IMR Press / FBL / Volume 11 / Issue 3 / DOI: 10.2741/2030

Frontiers in Bioscience-Landmark (FBL) is published by IMR Press from Volume 26 Issue 5 (2021). Previous articles were published by another publisher on a subscription basis, and they are hosted by IMR Press on as a courtesy and upon agreement with Frontiers in Bioscience.

Transglutaminase 2 in inflammation
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1 Molecular Oncology Branch, Division of Basic Science, Research Institute, National Cancer Center, Goyang, Kyonggi-do, Republic of Korea
Front. Biosci. (Landmark Ed) 2006, 11(3), 3026–3035;
Published: 1 September 2006

Many reports have shown that the expression of transglutaminase 2 (TG 2) is increased in inflammatory diseases. Although during the last several decades multiple physiological roles for TG 2 have been demonstrated in various cell types, its role in the inflammatory process is not yet clear. TG 2 is a crosslinking enzyme that is widely used in many biological systems for tissue stabilization purposes and immediate defense against injury or infection. Aberrant activation of TG 2 activity in tissues contributes to a variety of diseases including neurodegenerative diseases, autoimmune diseases, and cancers. In most cases, TG 2 appears to form an inappropriate protein aggregate that may be cytotoxic enough to trigger inflammation and/or apoptosis. In some cases, such as celiac disease and rheumatoid arthritis, TG 2 is also associated with the pathogenic progression, as well as in the generation of autoantibodies. Recently, we discovered that increased TG 2 activity triggers NF-κB activation without I-κBα kinase signaling. TG 2 induces the polymerization of I-κBα rather than stimulating I-κBα kinase. This polymerization of I-κB results in the direct activation of NF-κB in various cell lines. We also found that TG inhibition reverses NF-κB activation. Interestingly, this coincides with the reversal of inflammation in conjuctivitis models by treatment with TG 2 inhibitors. Here, I introduce a new role for TG 2 as a signal modulator, which may suggest a new paradigm for the inflammatory process.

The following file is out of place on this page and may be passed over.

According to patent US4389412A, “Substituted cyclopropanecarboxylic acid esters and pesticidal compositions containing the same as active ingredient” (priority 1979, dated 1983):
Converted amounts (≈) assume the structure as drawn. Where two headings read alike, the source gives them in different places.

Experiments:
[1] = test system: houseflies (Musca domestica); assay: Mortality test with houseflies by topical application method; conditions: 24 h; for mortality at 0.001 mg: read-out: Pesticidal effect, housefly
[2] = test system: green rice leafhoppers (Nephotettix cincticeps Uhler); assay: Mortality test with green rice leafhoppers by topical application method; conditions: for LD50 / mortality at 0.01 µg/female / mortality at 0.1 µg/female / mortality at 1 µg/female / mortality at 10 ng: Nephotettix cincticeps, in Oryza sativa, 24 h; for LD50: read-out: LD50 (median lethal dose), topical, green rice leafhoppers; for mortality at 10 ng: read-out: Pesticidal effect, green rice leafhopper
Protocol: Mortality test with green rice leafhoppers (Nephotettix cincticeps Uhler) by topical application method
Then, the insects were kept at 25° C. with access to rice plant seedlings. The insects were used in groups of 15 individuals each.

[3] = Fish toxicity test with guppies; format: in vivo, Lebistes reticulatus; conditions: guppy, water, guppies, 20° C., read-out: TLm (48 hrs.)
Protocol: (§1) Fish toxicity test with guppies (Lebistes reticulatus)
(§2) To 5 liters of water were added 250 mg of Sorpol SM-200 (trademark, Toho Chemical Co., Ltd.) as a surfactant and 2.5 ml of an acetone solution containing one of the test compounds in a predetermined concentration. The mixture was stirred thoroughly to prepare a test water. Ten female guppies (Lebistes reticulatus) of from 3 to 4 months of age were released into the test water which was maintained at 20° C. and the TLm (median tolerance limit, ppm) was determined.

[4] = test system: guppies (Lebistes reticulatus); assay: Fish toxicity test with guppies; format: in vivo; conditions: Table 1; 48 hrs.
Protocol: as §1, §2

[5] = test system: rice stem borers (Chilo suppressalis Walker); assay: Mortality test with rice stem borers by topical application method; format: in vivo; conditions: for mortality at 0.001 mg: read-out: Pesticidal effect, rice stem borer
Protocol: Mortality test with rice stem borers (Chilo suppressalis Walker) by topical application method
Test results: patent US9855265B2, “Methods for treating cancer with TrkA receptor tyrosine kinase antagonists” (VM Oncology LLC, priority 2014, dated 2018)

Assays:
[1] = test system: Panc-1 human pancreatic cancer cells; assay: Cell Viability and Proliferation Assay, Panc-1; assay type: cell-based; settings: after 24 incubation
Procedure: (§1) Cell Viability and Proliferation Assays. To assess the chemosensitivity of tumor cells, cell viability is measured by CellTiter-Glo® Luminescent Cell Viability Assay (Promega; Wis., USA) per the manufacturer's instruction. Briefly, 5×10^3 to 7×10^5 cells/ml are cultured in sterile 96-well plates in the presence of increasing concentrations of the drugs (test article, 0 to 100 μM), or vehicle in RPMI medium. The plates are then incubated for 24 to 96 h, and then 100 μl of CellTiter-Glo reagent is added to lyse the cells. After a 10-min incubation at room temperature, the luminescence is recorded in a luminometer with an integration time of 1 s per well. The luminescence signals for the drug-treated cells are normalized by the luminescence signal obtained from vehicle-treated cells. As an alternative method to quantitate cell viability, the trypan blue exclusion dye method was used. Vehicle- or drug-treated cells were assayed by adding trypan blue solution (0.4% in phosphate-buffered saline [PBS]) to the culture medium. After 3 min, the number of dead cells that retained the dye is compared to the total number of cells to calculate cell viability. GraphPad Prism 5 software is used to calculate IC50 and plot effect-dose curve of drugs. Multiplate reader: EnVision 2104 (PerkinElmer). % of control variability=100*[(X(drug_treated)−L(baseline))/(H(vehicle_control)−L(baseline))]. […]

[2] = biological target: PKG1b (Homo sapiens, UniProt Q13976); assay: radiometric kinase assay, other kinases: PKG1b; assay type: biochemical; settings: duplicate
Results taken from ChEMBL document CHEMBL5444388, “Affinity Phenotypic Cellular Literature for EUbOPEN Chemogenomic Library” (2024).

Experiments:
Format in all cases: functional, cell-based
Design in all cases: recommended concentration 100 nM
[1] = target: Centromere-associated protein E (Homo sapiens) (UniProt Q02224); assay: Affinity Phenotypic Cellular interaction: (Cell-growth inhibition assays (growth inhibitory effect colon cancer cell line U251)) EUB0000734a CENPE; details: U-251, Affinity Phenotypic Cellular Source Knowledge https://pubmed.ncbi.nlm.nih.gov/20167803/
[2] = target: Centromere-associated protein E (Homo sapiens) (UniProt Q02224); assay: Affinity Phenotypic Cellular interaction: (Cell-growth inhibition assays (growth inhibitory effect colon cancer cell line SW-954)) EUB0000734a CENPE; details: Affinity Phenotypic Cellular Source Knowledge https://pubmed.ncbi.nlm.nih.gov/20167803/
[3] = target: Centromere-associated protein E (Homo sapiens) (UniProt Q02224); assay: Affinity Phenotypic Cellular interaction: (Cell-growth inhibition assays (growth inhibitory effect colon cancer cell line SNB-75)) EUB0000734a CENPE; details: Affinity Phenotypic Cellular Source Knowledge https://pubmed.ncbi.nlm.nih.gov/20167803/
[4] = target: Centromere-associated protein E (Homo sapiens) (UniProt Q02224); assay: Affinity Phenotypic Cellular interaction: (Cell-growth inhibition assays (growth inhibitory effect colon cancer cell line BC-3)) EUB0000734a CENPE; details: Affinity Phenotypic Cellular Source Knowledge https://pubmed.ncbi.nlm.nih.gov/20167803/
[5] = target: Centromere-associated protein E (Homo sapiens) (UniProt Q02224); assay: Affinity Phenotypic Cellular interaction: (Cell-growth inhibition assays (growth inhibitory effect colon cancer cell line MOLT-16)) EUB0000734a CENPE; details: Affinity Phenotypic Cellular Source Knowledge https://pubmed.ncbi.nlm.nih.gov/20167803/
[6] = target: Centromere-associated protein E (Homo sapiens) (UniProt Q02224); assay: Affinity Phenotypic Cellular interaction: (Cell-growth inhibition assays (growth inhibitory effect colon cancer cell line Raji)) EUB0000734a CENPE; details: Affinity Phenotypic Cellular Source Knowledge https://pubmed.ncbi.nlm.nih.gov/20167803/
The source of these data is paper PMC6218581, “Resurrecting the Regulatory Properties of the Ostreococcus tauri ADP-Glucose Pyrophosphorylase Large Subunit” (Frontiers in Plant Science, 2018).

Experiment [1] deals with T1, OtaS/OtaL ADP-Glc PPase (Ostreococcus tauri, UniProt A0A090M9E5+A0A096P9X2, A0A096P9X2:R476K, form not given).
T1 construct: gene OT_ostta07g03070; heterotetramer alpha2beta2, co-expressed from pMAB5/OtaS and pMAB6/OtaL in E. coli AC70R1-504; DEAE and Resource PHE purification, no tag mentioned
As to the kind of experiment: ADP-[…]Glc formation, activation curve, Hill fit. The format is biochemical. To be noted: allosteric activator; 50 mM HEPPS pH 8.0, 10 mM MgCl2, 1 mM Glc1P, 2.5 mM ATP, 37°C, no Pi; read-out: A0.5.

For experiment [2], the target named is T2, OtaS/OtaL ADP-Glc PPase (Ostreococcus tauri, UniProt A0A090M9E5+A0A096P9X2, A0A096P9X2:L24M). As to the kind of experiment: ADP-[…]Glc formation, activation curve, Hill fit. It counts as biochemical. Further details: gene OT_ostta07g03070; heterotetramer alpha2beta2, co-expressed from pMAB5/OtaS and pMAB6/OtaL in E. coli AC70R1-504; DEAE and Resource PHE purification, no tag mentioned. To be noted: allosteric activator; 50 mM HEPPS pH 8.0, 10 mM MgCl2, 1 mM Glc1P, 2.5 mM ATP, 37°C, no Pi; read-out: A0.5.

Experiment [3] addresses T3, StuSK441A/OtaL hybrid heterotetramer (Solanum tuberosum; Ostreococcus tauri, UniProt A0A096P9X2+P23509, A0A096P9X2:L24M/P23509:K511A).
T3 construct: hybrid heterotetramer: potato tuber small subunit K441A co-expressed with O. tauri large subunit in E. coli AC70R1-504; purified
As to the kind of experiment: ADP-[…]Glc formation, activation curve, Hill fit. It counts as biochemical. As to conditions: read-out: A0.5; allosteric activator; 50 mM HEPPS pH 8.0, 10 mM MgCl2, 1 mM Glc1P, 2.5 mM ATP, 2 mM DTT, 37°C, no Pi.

Inflammatory Disease
Transglutaminase 2
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